Last month, Greg Ibach, undersecretary for the U.S. Department of Agriculture, said, "Opening the door wide open nationwide, with no restrictions, may not be in the best interests of the hemp industry".
In his announcement of the Industrial Hemp Farming Act of 2018, McConnell pointed to Kentucky as a model for the rest of the country. The result would legalize hemp as an agricultural commodity.
Let's be honest, Republican Mitch McConnell is much more interested in bringing gobs of pork spending to his home state of Kentucky than he is in cannabis freedom.
"So I will be introducing, when I go back to the Senate a week from Monday, a bipartisan bill in the Senate to continue to support this important Kentucky industry; it will be the Hemp Farm Act of 2018. What will it do?" he said. The act would also give hemp researchers the chance to apply for competitive federal grants from the US Department of Agriculture, according to a press release from the senator's office.
In the past, Sen. If this bill passes (and it has not yet even been introduced, or even written), it would essentially legalize hemp farming, and the sale of CBD products, in all 50 states.
"It's now time to take the final step and make this a legal crop", McConnell said. He announced the imminent filing of the bill in Frankfort, Kentucky, alongside Kentucky Agriculture Commissioner Ryan Quarles. The USDA has been blocked from prohibiting the transportation, sales or use of industrial hemp.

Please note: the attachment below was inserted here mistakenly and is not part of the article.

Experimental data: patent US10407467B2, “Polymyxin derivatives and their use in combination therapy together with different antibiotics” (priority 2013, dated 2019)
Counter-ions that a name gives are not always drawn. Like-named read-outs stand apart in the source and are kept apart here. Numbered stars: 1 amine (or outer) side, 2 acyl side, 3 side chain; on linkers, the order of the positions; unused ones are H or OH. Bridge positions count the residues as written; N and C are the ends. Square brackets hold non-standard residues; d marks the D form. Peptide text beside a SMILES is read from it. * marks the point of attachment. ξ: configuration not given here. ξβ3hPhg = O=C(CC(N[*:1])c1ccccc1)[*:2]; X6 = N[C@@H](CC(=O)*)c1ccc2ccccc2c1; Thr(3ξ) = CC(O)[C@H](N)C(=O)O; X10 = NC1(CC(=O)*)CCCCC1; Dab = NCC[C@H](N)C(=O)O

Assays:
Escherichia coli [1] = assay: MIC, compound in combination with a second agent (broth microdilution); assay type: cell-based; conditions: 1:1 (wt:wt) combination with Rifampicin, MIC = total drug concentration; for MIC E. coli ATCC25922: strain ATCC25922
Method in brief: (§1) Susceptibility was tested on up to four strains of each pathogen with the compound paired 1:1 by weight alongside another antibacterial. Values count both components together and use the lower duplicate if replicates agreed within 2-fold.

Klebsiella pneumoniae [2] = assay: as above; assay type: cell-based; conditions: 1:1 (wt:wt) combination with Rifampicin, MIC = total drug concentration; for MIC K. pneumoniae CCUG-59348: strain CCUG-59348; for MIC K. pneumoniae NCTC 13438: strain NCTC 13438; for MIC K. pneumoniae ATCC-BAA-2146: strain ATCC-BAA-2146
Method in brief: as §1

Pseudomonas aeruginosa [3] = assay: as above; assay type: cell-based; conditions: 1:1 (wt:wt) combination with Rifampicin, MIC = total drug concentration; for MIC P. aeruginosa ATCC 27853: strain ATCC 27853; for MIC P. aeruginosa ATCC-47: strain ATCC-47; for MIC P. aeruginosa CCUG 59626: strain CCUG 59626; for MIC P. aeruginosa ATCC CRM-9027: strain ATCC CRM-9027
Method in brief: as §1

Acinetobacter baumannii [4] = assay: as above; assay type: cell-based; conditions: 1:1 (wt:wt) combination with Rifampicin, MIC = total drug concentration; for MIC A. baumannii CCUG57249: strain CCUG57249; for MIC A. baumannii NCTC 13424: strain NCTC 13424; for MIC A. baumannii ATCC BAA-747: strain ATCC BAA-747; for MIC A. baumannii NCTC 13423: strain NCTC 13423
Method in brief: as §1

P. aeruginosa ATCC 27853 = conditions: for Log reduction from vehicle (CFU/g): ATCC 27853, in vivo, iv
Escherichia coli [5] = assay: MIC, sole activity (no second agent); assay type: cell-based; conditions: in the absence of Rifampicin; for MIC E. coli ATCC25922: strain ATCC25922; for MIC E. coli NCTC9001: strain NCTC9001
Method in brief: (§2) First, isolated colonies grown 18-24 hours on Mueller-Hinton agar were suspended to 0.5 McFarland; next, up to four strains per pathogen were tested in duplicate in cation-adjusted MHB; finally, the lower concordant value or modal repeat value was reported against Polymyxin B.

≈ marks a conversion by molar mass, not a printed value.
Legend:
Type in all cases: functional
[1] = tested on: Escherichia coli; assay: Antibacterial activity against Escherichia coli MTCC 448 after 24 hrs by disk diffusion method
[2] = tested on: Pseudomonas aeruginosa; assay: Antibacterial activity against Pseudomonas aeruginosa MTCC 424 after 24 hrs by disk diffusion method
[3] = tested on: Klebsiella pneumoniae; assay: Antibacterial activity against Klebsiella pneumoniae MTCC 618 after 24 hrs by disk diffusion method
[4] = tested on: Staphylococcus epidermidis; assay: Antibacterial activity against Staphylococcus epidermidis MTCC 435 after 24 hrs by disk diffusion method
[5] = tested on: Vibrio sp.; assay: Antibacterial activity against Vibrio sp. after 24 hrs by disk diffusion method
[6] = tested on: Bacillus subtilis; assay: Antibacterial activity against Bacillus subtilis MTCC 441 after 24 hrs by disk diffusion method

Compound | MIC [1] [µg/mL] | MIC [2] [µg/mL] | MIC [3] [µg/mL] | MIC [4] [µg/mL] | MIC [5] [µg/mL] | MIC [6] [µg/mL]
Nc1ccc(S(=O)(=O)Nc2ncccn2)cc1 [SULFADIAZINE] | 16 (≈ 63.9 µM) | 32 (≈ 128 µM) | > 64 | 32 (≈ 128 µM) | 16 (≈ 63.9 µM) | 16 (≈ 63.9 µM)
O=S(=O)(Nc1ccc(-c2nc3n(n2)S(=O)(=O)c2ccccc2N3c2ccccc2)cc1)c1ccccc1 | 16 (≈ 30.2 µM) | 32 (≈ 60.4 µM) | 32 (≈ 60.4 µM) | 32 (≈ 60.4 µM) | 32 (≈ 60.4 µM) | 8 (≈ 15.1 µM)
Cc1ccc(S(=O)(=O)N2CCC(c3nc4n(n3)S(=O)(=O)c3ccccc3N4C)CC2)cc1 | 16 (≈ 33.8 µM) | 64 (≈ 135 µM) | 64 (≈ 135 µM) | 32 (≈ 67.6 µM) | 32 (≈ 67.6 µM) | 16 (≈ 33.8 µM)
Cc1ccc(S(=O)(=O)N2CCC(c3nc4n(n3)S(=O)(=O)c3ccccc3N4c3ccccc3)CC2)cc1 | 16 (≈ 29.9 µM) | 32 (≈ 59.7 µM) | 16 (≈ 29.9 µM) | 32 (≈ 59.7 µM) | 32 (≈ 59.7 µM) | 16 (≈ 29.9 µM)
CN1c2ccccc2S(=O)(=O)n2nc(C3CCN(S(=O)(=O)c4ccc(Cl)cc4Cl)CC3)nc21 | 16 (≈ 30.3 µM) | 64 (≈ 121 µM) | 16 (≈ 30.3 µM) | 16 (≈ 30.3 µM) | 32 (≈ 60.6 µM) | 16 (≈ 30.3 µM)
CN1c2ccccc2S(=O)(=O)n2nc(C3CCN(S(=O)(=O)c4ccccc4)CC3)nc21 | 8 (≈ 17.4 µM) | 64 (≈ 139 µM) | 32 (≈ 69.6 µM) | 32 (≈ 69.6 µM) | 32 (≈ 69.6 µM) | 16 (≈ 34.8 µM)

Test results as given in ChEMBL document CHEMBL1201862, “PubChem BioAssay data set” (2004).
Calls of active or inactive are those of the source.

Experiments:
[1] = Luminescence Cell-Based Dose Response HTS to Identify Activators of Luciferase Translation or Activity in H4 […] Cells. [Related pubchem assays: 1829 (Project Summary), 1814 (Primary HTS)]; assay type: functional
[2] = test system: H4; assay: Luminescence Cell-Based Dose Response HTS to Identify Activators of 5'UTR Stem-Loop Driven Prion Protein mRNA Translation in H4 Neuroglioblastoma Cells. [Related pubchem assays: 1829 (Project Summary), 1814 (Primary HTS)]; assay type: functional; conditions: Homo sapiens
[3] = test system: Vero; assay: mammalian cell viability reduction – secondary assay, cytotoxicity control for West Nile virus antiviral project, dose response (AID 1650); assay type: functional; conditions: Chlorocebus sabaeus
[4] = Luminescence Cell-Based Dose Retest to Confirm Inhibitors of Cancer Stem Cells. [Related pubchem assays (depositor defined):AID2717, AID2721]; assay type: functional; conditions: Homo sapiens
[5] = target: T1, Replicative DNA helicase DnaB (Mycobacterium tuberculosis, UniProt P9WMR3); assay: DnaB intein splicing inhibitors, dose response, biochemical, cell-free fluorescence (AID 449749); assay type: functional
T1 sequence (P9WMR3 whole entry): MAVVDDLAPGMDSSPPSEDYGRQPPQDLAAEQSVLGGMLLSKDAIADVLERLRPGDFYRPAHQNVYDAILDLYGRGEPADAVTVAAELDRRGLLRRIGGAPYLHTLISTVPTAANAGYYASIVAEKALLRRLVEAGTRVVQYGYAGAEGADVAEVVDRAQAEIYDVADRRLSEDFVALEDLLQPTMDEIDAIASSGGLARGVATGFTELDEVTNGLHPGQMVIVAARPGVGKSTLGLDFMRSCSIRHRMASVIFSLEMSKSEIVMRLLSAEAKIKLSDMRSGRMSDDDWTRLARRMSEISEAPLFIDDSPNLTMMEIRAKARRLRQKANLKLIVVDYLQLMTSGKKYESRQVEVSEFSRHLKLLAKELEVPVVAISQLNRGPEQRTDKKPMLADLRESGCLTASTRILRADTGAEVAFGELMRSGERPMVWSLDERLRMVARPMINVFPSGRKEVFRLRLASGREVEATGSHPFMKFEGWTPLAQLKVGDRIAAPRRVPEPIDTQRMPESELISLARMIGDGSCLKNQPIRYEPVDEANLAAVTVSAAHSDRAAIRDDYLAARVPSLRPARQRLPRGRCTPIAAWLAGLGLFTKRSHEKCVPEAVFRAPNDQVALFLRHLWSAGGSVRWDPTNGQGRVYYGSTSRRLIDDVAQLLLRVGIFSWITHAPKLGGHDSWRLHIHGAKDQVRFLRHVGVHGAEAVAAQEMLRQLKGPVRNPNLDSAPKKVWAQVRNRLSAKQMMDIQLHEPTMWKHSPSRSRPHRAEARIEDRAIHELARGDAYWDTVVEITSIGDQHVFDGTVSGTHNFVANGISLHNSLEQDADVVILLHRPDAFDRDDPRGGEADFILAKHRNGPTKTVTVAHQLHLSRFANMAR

There is already a production facility run by GenCanna on the Hemp Research Campus in Winchester, Kentucky, which is a re-purposed former tobacco research facility. This legislation also will remove the federal barriers in place that have stifled the industry, which will help expand the domestic production of hemp.
The original Farm Bill said that it was okay to grow cannabis plants that had little ability to get people high. The agency in 2017 issued a statement to the site The Cannabist alerting consumers that it still considered CBD oil to be a Federal I controlled substance that can not legally be produced in the United States.
A study by the University of Wisconsin-Madison concluded that hemp production "is not likely to generate sizeable profits" and also noted that global competition would affect the U.S. Most of the hemp for these sales was imported from China and Canada.